ICO's are the new IPO's. Making Ethereum the new GBLSE
First, I may need to provide some background, as many of you may not have been around in 2012 and 2013, so you may not remember GLBSE, BTC.TC, havelock, bitfunder and a few other "bitcoin stock exchanges". On those exchanges, companies could list securities like company shares and bonds, which where traded for bitcoin. Initially, mining bonds where the most popular security, allowing people to invest in bitcoin mining without having to own and operate any hardware, while allowing miners to raise capital and sell off the risk of future difficulty increases. Revenue from mining was then paid to bond holders as "dividends". In theory, a sound concept and the precursor to cloud mining. In practice however, these bonds quickly became a mania. They where trading at prices that made no economic sense at all, anyone with a calculator could easily see it was impossible they would yield a positive ROI. Miners and scammers quickly caught on to that, and sold more bonds then they had hardware for. But they kept rising in price, and people kept buying them, expecting to sell them later with profit. Soon after, all kinds of companies launched IPO's on these exchanges. Some where legit, many dubious, most where pretty obvious scams. It didnt matter, IPO's where as much a hype as ICO's today, and virtually never failed to sell out in record times, raising millions of dollars. Almost nothing was scrutinized, anyone scammer with a tiny amount of photoshop knowledge or anyone promising to achieve some ridiculous ROI had no problem raising millions. After the companies, came the investment funds. Someone raised bitcoins through an IPO, and used that money to trade in other securities listed on that same exchange. Then they launched a second IPO for another fund, and used fund A to buy shares in fund B, and fund B to buy shares in fund A. Prices went through the roof. You couldn't make up stuff like that, it was hilarious. Almost nothing that was traded on those exchanges, had any real value. A few notable exceptions include Asicminer, which raised money to develop an asic, actually managed to get it produced as one of the first ever bitcoin mining asics, sold in large quantities and made a huge profit, paying back investors through dividens many times the IPO value. It was the largest success story by far, but even that ended with an exit scam when the anonymous founder ran off eventually. Around 2013, the SEC intervened, closed a few of the largest exchanges, charged and fined some of the operators and issuers. Other exchanges collapsed or vanished. Tens of thousands of BTC where lost. Im not aware of any company that was launched on any of those exchanges that still operates, except for the gambling site satoshidice (which was among the ones fined by the SEC). What caused this to happen? The enormous rise in value of bitcoin created a group of early-investor millionaires, who believed in crypto currency, who where accustomed to double or triple digit gains in a very short time and who had money to burn. Many of them got rich "by accident", not because they did a lot of due diligence or understood the risk/rewards or even the technology. This gullibility was clearly seen with Trendon Shavers aka Pirateat40, who at that time operated a gigantic, half million bitcoin ponzi scheme by promising 7% weekly returns. These people where very likely to invest large sums of money in risky crypto related startups, expecting a repeat of the success of their early bitcoin investment. This created a self fulfilling prophecy where IPO's always succeeded, prices always went up, creating gigantic bubbles. Fast forward a few years. Besides bitcoin millionairs, we now have ethereum and a few other altcoin millionaires. Instead of IPO's, we now have ICO's. Instead of GLBSE, we have ethereum as the enabling platform. Instead of tradeable funds, we will soon have things like iconomi. Instead of bubbles created by funds investing in each other, we will have blockchains that are denominated in each other. And instead of thinking security regulation can be avoided by denominating an investment in bitcoin, we have people thinking regulation can be circumvented by calling something a token. Am I the only one having a terrible deja vue?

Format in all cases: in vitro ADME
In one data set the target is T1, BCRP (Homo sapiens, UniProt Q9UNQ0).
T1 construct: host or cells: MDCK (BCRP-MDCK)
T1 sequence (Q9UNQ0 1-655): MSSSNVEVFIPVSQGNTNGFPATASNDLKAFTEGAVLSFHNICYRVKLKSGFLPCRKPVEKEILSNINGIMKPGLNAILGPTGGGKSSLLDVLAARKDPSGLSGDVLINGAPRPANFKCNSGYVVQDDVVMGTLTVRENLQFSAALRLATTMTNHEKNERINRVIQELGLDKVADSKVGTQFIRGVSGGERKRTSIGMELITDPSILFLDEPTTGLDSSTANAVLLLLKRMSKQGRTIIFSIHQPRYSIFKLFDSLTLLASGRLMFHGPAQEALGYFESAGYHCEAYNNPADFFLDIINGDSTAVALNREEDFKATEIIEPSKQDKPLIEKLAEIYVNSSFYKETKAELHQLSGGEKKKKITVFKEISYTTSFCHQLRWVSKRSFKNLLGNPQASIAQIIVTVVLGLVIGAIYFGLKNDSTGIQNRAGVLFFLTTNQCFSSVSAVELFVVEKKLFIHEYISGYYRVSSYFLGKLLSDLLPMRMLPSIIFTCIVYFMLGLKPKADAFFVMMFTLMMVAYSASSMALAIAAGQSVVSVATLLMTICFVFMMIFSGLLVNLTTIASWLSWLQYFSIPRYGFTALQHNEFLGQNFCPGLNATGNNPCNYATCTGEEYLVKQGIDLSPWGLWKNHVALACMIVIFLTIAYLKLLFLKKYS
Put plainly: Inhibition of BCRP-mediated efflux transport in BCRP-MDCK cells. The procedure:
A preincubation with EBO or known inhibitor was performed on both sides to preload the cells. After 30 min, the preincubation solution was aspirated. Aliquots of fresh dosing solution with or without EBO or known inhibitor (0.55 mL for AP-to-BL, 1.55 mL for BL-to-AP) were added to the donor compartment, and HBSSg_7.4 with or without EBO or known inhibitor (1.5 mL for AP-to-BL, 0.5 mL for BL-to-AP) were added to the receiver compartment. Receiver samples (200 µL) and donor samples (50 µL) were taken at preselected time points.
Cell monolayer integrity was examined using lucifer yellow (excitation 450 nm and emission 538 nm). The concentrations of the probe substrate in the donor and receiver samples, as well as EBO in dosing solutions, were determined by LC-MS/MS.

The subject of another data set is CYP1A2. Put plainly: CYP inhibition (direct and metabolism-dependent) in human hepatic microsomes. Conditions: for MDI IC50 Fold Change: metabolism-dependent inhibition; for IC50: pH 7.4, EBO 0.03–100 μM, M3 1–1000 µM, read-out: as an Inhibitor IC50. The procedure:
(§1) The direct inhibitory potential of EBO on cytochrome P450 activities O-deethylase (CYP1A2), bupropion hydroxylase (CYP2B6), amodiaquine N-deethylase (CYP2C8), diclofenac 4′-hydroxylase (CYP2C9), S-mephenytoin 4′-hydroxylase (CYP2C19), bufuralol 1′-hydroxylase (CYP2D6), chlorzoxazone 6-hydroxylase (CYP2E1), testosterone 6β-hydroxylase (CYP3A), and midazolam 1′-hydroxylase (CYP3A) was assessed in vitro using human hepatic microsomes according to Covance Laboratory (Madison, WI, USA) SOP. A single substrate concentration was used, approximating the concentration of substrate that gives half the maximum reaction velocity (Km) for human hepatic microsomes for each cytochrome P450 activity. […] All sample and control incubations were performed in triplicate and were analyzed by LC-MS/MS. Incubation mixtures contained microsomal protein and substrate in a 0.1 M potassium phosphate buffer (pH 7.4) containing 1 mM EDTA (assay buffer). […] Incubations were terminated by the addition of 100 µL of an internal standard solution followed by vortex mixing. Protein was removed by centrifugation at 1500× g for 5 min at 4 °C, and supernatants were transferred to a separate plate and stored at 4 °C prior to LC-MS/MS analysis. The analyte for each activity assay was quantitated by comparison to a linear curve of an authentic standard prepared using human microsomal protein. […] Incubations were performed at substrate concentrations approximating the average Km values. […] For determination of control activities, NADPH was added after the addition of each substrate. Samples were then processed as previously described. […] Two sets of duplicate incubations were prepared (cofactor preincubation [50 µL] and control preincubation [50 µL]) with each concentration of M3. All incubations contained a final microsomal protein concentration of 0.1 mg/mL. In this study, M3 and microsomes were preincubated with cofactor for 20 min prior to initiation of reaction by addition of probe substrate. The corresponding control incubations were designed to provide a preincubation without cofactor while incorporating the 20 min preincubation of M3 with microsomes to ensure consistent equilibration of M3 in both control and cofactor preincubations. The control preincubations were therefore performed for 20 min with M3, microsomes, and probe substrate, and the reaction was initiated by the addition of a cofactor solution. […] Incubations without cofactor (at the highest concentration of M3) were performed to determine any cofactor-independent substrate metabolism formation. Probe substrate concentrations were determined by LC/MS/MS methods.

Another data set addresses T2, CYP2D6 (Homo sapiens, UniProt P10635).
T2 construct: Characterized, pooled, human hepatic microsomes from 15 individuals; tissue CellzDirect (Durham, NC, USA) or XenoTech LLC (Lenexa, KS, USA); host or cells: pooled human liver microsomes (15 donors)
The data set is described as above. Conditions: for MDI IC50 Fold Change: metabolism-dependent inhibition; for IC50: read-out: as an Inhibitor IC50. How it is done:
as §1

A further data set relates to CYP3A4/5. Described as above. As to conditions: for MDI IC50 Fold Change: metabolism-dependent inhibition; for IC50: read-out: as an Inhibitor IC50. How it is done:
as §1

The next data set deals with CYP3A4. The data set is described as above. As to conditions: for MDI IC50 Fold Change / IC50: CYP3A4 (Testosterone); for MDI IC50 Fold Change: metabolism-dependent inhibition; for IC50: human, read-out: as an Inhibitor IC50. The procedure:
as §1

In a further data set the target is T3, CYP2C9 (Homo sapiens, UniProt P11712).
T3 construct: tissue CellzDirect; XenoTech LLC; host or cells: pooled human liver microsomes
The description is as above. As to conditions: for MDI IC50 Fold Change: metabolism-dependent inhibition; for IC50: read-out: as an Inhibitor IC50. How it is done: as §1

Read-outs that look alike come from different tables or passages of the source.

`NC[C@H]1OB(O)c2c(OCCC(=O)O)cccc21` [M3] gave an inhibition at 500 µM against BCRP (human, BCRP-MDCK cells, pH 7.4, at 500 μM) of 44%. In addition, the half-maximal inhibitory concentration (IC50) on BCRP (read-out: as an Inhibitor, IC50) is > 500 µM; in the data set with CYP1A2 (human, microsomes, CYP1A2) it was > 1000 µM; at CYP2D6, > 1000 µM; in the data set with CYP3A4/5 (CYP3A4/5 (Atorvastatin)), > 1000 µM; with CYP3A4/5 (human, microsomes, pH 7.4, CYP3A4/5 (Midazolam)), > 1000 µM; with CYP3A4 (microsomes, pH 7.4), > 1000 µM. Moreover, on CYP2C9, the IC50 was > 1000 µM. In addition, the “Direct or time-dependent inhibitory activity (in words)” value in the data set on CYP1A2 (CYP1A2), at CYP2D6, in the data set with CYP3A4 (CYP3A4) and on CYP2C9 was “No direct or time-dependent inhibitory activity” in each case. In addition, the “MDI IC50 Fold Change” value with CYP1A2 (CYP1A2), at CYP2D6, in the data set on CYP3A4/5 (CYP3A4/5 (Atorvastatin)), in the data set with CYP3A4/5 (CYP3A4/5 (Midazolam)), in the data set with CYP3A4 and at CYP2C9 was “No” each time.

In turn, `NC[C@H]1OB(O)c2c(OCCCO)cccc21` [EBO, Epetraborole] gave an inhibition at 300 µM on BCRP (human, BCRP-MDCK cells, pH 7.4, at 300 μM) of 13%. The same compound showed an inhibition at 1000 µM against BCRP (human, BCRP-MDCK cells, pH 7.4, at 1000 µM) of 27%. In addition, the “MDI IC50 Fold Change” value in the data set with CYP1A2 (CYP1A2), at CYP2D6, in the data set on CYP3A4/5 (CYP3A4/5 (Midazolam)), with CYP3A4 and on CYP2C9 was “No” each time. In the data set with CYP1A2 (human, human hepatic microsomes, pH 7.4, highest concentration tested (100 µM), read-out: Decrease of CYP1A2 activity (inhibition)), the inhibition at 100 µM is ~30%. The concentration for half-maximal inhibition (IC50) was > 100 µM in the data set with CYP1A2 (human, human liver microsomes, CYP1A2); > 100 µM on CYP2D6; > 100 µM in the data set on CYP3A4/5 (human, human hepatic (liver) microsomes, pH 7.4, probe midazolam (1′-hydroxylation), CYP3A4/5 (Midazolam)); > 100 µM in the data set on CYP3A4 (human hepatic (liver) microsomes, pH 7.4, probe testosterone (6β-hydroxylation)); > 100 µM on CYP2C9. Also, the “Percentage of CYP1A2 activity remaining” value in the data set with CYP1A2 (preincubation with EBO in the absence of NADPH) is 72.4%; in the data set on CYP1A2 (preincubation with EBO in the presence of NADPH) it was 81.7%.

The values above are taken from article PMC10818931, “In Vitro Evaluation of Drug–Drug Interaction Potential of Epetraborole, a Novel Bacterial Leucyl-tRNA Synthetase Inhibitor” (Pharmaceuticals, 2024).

An Insiders Take on CoinTerra & the Bitcoin Mining Sector
Having been involved in Bitcoin since 2011 and on the inside of one of the 28nm Bitcoin mining contestants for the past two months, here is my story. Feel free to skip the long intro to skip to the present: I added it because people might want to know where I'm coming from. My elevator pitch is that I discovered Bitcoin in 2011 while traveling in Argentina, and after doing research I started recommending it as an investment to the subscribers of my financial newsletter in early 2012. BTC was $5 back then, so we did well with that. Here are some links of the things that I've done in Bitcoin: